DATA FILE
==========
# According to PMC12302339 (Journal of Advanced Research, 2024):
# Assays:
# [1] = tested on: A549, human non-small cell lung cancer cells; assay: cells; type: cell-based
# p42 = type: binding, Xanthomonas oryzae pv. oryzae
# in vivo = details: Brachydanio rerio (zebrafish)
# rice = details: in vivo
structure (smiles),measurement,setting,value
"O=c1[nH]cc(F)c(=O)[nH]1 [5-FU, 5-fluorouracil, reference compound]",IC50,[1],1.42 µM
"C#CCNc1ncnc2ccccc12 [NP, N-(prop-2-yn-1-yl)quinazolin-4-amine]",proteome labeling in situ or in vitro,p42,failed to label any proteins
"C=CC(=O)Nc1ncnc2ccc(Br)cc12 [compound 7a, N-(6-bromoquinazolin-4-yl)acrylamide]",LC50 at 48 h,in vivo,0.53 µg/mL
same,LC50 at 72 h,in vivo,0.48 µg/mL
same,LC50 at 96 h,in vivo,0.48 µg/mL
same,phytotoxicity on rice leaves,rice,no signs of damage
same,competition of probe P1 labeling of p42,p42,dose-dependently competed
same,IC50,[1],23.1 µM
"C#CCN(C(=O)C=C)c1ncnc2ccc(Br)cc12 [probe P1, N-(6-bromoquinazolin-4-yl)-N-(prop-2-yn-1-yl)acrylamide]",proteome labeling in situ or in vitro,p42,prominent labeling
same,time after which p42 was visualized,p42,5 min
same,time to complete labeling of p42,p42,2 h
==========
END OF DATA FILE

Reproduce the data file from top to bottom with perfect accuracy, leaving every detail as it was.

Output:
# According to PMC12302339 (Journal of Advanced Research, 2024):
# Assays:
# [1] = tested on: A549, human non-small cell lung cancer cells; assay: cells; type: cell-based
# p42 = type: binding, Xanthomonas oryzae pv. oryzae
# in vivo = details: Brachydanio rerio (zebrafish)
# rice = details: in vivo
structure (smiles),measurement,setting,value
"O=c1[nH]cc(F)c(=O)[nH]1 [5-FU, 5-fluorouracil, reference compound]",IC50,[1],1.42 µM
"C#CCNc1ncnc2ccccc12 [NP, N-(prop-2-yn-1-yl)quinazolin-4-amine]",proteome labeling in situ or in vitro,p42,failed to label any proteins
"C=CC(=O)Nc1ncnc2ccc(Br)cc12 [compound 7a, N-(6-bromoquinazolin-4-yl)acrylamide]",LC50 at 48 h,in vivo,0.53 µg/mL
same,LC50 at 72 h,in vivo,0.48 µg/mL
same,LC50 at 96 h,in vivo,0.48 µg/mL
same,phytotoxicity on rice leaves,rice,no signs of damage
same,competition of probe P1 labeling of p42,p42,dose-dependently competed
same,IC50,[1],23.1 µM
"C#CCN(C(=O)C=C)c1ncnc2ccc(Br)cc12 [probe P1, N-(6-bromoquinazolin-4-yl)-N-(prop-2-yn-1-yl)acrylamide]",proteome labeling in situ or in vitro,p42,prominent labeling
same,time after which p42 was visualized,p42,5 min
same,time to complete labeling of p42,p42,2 h